But more than the news itself, we considered how powerful a properly managed brand can become, eclipsing institutions with years of experience in one sector simply because the winning brand has continually demonstrated that it can improve any industry it happens to set its eyes upon.

Even people who aren't fans of Apple sometimes ask how it could build a company as admired as Apple overall. The answer is easier to deliver than execute, but it's remarkably simple. A company that wants to develop real brand power — enough that people will trust it outside of its own niche — has to stop worrying about profits alone and nurture something less tangible like character.

The five Ps of creating a dynamic and unforgettable brand. 

Purpose. Define who you are and what you are to offer-- a mission that defines what you do, a vision that defines where you will go, and the values you will employ to get there. It establishes the voice and character of an organization, and the willingness of a company to stay true to it makes all the difference.

Product. Innovation is sometimes in the eye of the beholder. While the most successful companies innovate products and services that the world has never seen, it can be as simple as making something more accessible or delivering it faster or creating an experience around it. Whatever that contrast in the market might be, the most critical element is meeting or exceeding expectations.

Promise. All successful communication is designed to change behavior, whether it invites someone to try a new product, shop at a new store, or help redefine an industry. Marketing, advertising, public relations, and social media not only generate attention, but also set an appropriate level of expectation.

People. It's not enough that products and services operate within the mission, vision, and values of a company; the people have to adhere to those qualities too. When done correctly, each individual person-to-person contact reinforces the brand and reputation of a company just as much as the product. The goal, through international communication and operations, is to empower people to realize the vision of the company just as much as the executive team.

Public. Perhaps even more so than years prior, companies are not only judged by their customers but also by their presence within the communities in which they operate. Sometimes it is just important for a company to meet the expectation of the friends and family of customers as they must meet those of their customers.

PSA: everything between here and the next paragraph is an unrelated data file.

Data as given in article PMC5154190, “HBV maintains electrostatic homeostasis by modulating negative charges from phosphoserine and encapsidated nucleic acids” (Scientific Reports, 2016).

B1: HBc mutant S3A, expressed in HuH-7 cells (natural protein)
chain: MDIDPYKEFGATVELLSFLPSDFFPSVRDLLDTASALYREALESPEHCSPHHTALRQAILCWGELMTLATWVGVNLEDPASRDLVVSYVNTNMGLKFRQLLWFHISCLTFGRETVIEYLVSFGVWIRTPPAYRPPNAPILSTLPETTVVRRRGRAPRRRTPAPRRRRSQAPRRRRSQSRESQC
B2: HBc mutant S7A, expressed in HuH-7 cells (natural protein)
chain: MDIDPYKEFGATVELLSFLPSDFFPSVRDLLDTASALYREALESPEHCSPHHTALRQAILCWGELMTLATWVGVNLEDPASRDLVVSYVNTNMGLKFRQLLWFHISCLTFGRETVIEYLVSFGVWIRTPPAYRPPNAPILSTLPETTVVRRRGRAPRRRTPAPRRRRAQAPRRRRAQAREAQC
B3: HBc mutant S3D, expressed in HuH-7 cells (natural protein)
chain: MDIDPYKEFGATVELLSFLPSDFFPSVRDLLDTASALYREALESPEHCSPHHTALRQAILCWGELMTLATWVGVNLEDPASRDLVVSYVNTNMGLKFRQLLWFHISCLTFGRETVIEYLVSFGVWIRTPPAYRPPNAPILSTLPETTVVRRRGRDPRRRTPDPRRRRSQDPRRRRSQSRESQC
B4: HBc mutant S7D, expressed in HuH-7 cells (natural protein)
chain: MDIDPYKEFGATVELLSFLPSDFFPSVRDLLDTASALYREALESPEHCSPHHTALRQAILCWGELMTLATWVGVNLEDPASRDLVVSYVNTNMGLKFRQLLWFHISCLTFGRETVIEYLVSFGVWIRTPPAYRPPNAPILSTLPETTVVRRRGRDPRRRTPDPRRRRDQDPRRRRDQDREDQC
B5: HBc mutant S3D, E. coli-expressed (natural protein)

The character-driven brand will thrive in the future. 

Apple isn't the only company that seems to have crossed this threshold. Virgin was founded on some of these same ideas. So was Google. So was Castle Rock. So was Zappos. So was The Four Seasons. On the front end, scores have been (and some even remain) committed to those companies to this day. 

At least on the front end, all of these companies and others were less concerned about profit and product (although some leveraged product price as a means to reinforce their brand) than any of these five areas. Not only did they know the obvious, but they were unafraid to execute it.

When you think about companies almost like you might think about character development, everything is a little easier to understand (even if it is a little more complicated than that). People who nurture their character tend to excel in their professions, earn more money, attract more friends, and earn more respect. And even if all things do not come right away, they are still content in being beneficial.

People who do not — those who are always looking for an edge, chase money or steal, undermine others to look better, and insist they are entitled to authority — might experience short-term gains but eventually sputter out or perhaps even build entire organizations of discontent. There are scores of those kinds of companies too, Budget Rent A Car, Netflix, NS Goldman Sachs to consider a few.

Monday, March 12

Communicating Internally: Engagement Matters

According to a survey by the American Psychological Association (APA), half of all employees who say they do not feel valued at work intend to look for a new job in the next year (almost three times as likely as those who do feel valued). But this turnover statistic alone doesn't capture the most convincing arguments within the study, given many employers are happy to see unsatisfied employees go.